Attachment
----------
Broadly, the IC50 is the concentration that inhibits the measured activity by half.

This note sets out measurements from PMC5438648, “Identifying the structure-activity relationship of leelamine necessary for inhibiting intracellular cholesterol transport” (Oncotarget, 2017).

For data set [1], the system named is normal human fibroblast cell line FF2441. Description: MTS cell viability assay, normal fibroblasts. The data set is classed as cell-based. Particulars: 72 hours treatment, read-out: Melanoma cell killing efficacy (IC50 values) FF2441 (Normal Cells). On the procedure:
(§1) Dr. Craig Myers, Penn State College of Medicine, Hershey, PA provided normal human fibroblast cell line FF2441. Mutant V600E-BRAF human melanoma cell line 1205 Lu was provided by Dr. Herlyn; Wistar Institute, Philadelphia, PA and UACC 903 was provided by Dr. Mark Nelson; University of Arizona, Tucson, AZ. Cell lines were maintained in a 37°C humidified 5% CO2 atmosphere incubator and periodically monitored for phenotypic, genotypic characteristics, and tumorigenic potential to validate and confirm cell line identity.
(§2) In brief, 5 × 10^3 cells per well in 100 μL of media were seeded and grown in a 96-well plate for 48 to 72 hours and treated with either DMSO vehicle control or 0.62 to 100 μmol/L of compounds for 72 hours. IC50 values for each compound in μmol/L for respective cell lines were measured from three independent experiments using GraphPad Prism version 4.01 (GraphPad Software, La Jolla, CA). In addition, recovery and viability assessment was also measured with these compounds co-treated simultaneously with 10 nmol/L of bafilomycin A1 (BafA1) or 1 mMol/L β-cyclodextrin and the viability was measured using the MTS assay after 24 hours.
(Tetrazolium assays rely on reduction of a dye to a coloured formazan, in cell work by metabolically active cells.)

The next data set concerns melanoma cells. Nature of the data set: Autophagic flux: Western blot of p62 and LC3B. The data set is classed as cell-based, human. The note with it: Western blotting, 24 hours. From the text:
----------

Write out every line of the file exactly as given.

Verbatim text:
Broadly, the IC50 is the concentration that inhibits the measured activity by half.

This note sets out measurements from PMC5438648, “Identifying the structure-activity relationship of leelamine necessary for inhibiting intracellular cholesterol transport” (Oncotarget, 2017).

For data set [1], the system named is normal human fibroblast cell line FF2441. Description: MTS cell viability assay, normal fibroblasts. The data set is classed as cell-based. Particulars: 72 hours treatment, read-out: Melanoma cell killing efficacy (IC50 values) FF2441 (Normal Cells). On the procedure:
(§1) Dr. Craig Myers, Penn State College of Medicine, Hershey, PA provided normal human fibroblast cell line FF2441. Mutant V600E-BRAF human melanoma cell line 1205 Lu was provided by Dr. Herlyn; Wistar Institute, Philadelphia, PA and UACC 903 was provided by Dr. Mark Nelson; University of Arizona, Tucson, AZ. Cell lines were maintained in a 37°C humidified 5% CO2 atmosphere incubator and periodically monitored for phenotypic, genotypic characteristics, and tumorigenic potential to validate and confirm cell line identity.
(§2) In brief, 5 × 10^3 cells per well in 100 μL of media were seeded and grown in a 96-well plate for 48 to 72 hours and treated with either DMSO vehicle control or 0.62 to 100 μmol/L of compounds for 72 hours. IC50 values for each compound in μmol/L for respective cell lines were measured from three independent experiments using GraphPad Prism version 4.01 (GraphPad Software, La Jolla, CA). In addition, recovery and viability assessment was also measured with these compounds co-treated simultaneously with 10 nmol/L of bafilomycin A1 (BafA1) or 1 mMol/L β-cyclodextrin and the viability was measured using the MTS assay after 24 hours.
(Tetrazolium assays rely on reduction of a dye to a coloured formazan, in cell work by metabolically active cells.)

The next data set concerns melanoma cells. Nature of the data set: Autophagic flux: Western blot of p62 and LC3B. The data set is classed as cell-based, human. The note with it: Western blotting, 24 hours. From the text: